The meeting has come after some rebel groups signed a draft agreement in Juba last month, detailing a plan for the talks, trust-building measures [File: Samir Bol/Reuters]
Peace talks between a delegation from Sudan‘s newly created sovereign council and a number of rebel leaders are under way in South Sudan’s capital, Juba.
The discussions, which started Monday, are aimed at ending the country’s years-long conflicts and come a month after the two sides agreed on a plan and a series of trust-building measures, including the extension of a ceasefire already in place.
The sovereign council’s delegation is headed by General Mohamed Hamdan Dagalo, also known as Hemeti, while the rebels’ representative team is led by Abdulaziz al-Hilu, leader of the Sudan People’s Liberation Movement-North, which is active in the Blue Nile and South Kordofan states.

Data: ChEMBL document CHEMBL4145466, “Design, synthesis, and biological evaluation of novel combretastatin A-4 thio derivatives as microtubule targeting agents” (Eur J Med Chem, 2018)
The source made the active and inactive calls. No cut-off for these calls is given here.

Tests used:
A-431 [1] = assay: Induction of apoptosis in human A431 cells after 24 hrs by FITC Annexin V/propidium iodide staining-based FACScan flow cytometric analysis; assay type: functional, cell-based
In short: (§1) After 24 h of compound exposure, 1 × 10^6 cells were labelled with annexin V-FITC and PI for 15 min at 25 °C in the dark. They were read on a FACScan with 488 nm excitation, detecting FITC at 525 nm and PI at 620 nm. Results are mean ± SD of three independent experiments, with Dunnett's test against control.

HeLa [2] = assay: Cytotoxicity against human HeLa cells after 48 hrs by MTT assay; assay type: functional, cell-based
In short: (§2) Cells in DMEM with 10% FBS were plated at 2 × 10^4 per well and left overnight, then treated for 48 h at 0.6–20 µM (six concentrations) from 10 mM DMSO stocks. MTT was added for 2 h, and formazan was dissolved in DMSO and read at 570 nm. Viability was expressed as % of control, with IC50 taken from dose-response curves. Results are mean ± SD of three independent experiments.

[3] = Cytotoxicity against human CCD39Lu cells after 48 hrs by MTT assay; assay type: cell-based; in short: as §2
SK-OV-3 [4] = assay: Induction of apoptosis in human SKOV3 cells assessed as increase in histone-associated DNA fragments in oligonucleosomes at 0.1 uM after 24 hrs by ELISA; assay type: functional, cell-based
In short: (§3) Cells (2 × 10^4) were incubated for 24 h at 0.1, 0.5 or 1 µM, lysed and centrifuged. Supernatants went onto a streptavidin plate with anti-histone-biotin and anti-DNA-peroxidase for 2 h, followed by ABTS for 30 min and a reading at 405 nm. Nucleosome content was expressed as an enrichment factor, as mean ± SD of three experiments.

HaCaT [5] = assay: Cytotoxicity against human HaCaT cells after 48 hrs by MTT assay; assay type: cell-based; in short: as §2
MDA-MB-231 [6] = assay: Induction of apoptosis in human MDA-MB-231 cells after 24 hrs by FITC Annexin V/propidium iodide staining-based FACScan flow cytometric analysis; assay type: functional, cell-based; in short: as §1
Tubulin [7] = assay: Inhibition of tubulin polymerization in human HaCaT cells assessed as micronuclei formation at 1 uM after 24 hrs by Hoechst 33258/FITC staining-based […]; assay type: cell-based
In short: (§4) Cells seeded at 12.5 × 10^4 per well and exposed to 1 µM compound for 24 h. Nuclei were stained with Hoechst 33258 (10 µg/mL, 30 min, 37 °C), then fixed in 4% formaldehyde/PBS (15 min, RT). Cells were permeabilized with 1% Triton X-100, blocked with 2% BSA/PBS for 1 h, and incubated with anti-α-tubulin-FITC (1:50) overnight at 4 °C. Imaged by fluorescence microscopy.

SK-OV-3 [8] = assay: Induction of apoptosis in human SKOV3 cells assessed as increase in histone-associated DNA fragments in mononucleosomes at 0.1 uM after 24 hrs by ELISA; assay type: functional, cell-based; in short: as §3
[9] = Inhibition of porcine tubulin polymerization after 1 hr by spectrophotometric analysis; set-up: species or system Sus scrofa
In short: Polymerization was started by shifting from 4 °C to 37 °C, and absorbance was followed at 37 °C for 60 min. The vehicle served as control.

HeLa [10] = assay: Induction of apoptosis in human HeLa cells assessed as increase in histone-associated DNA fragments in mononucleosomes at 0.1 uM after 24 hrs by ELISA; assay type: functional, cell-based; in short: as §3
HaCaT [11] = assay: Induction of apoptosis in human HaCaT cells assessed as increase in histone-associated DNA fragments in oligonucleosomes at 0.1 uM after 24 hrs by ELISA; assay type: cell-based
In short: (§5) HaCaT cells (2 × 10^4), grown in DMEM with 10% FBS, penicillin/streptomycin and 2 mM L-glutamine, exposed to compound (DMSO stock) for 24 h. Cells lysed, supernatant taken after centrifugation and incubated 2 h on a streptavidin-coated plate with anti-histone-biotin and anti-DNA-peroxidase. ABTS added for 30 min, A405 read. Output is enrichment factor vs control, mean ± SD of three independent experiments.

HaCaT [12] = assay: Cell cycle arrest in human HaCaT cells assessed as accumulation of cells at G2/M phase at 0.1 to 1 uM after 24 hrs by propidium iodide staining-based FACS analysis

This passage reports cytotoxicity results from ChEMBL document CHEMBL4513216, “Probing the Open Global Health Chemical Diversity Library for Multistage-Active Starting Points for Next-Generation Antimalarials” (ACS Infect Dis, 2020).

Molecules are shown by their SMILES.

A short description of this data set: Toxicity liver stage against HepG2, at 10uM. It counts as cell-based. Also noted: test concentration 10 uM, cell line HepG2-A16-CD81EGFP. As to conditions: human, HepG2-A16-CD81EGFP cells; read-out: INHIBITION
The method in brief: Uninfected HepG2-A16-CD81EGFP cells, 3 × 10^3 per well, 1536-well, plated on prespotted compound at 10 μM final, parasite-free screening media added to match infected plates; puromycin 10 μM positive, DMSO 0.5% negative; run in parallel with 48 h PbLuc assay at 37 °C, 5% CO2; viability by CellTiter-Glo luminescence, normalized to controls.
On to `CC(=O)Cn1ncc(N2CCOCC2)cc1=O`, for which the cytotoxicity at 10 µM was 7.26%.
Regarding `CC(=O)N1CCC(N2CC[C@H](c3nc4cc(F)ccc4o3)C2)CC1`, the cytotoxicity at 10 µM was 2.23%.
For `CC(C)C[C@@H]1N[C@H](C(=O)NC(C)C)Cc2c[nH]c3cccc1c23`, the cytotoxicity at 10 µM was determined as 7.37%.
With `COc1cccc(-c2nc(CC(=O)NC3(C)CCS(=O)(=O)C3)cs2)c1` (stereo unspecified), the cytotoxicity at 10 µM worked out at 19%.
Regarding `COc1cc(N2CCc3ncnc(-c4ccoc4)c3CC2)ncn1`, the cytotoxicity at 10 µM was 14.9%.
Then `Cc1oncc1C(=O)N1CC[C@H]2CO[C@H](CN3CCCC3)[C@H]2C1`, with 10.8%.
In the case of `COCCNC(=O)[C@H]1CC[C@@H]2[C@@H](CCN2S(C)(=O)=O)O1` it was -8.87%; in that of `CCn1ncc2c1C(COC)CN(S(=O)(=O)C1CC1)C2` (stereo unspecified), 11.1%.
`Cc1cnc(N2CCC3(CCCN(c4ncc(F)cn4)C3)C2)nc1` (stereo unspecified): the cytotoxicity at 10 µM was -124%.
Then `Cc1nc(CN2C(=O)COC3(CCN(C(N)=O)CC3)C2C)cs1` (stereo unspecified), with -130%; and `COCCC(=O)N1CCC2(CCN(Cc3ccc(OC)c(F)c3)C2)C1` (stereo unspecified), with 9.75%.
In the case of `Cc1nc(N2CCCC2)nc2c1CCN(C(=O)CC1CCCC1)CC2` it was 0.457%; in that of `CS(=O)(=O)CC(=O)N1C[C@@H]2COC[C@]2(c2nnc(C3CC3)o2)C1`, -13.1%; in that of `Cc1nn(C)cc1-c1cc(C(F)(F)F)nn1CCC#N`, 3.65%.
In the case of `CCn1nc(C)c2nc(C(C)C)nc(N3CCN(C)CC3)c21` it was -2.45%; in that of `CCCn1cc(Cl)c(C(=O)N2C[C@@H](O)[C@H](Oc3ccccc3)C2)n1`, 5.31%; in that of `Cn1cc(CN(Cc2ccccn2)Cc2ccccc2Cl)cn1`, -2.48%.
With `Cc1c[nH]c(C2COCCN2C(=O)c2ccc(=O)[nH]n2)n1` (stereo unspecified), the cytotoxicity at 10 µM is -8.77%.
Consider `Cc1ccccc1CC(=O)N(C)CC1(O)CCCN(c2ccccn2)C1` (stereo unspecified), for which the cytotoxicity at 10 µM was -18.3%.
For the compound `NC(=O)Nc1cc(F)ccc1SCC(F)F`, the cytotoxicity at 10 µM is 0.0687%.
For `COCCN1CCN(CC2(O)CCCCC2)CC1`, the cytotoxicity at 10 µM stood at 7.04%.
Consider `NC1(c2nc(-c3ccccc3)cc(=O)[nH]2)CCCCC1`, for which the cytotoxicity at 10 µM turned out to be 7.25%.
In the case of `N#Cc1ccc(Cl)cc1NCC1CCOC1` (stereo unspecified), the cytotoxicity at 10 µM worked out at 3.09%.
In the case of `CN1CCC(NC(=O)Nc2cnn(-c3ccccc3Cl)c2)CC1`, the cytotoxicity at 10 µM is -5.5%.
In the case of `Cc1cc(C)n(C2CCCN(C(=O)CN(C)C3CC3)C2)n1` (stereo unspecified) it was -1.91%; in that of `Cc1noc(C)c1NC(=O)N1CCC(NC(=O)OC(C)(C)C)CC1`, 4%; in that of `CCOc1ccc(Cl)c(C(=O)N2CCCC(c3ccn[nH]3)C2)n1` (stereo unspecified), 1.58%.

Also in attendance is Ethiopian Prime Minister Abiy Ahmed, who was recently awarded the Nobel Peace Prize, Ugandan President Yoweri Museveni and Kenyan President Uhuru Kenyatta.
The new peace initiative comes after the removal of longtime President Omar al-Bashir, who was toppled from power by the Sudanese military in April in the wake of months-long mass protests against his 30-year rule.
Prime Minister Abdalla Hamdok has been tasked with leading Sudan back to civilian rule, but he has said he also wants to end the conflicts with the rebels.
According to a summer power-sharing agreement between the generals that deposed al-Bashir and pro-democracy movement, the transitional authorities have six months to make peace with rebels.
SOURCE: Al Jazeera and news agencies